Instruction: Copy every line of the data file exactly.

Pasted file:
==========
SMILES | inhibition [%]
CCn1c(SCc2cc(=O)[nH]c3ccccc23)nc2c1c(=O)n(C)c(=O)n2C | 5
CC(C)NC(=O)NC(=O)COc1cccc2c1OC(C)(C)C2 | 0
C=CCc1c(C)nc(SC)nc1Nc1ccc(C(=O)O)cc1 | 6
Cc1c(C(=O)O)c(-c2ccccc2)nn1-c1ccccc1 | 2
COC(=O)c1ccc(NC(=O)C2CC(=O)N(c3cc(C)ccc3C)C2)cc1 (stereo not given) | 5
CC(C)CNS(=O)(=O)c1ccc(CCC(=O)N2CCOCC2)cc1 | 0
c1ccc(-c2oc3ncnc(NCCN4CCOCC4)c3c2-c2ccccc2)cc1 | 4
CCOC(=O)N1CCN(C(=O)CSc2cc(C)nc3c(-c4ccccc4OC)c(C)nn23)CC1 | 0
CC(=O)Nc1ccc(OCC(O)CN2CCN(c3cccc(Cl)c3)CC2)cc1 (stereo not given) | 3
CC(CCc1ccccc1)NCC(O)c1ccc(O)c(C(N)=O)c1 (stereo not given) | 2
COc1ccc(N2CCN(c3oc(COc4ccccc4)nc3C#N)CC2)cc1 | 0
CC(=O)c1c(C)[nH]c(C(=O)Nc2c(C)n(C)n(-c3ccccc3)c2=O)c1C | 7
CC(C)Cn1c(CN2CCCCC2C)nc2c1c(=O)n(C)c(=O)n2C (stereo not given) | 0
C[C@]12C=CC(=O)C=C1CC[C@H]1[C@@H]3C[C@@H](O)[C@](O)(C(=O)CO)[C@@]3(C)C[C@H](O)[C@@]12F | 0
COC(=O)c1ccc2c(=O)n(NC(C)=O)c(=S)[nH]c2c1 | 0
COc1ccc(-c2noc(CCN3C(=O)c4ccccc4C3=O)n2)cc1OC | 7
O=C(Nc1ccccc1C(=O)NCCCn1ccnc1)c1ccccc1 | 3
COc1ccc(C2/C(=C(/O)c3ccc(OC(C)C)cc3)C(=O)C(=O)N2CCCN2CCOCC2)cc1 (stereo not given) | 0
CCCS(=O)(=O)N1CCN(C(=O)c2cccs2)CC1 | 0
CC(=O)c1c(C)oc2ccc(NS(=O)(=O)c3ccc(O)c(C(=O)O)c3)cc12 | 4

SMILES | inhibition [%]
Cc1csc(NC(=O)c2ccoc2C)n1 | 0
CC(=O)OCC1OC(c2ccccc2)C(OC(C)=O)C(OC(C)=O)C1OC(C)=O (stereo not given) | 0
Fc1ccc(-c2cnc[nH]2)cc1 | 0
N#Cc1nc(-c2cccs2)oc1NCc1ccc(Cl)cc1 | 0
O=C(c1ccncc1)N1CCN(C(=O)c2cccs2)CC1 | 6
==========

SMILES | inhibition [%]
CCn1c(SCc2cc(=O)[nH]c3ccccc23)nc2c1c(=O)n(C)c(=O)n2C | 5
CC(C)NC(=O)NC(=O)COc1cccc2c1OC(C)(C)C2 | 0
C=CCc1c(C)nc(SC)nc1Nc1ccc(C(=O)O)cc1 | 6
Cc1c(C(=O)O)c(-c2ccccc2)nn1-c1ccccc1 | 2
COC(=O)c1ccc(NC(=O)C2CC(=O)N(c3cc(C)ccc3C)C2)cc1 (stereo not given) | 5
CC(C)CNS(=O)(=O)c1ccc(CCC(=O)N2CCOCC2)cc1 | 0
c1ccc(-c2oc3ncnc(NCCN4CCOCC4)c3c2-c2ccccc2)cc1 | 4
CCOC(=O)N1CCN(C(=O)CSc2cc(C)nc3c(-c4ccccc4OC)c(C)nn23)CC1 | 0
CC(=O)Nc1ccc(OCC(O)CN2CCN(c3cccc(Cl)c3)CC2)cc1 (stereo not given) | 3
CC(CCc1ccccc1)NCC(O)c1ccc(O)c(C(N)=O)c1 (stereo not given) | 2
COc1ccc(N2CCN(c3oc(COc4ccccc4)nc3C#N)CC2)cc1 | 0
CC(=O)c1c(C)[nH]c(C(=O)Nc2c(C)n(C)n(-c3ccccc3)c2=O)c1C | 7
CC(C)Cn1c(CN2CCCCC2C)nc2c1c(=O)n(C)c(=O)n2C (stereo not given) | 0
C[C@]12C=CC(=O)C=C1CC[C@H]1[C@@H]3C[C@@H](O)[C@](O)(C(=O)CO)[C@@]3(C)C[C@H](O)[C@@]12F | 0
COC(=O)c1ccc2c(=O)n(NC(C)=O)c(=S)[nH]c2c1 | 0
COc1ccc(-c2noc(CCN3C(=O)c4ccccc4C3=O)n2)cc1OC | 7
O=C(Nc1ccccc1C(=O)NCCCn1ccnc1)c1ccccc1 | 3
COc1ccc(C2/C(=C(/O)c3ccc(OC(C)C)cc3)C(=O)C(=O)N2CCCN2CCOCC2)cc1 (stereo not given) | 0
CCCS(=O)(=O)N1CCN(C(=O)c2cccs2)CC1 | 0
CC(=O)c1c(C)oc2ccc(NS(=O)(=O)c3ccc(O)c(C(=O)O)c3)cc12 | 4

SMILES | inhibition [%]
Cc1csc(NC(=O)c2ccoc2C)n1 | 0
CC(=O)OCC1OC(c2ccccc2)C(OC(C)=O)C(OC(C)=O)C1OC(C)=O (stereo not given) | 0
Fc1ccc(-c2cnc[nH]2)cc1 | 0
N#Cc1nc(-c2cccs2)oc1NCc1ccc(Cl)cc1 | 0
O=C(c1ccncc1)N1CCN(C(=O)c2cccs2)CC1 | 6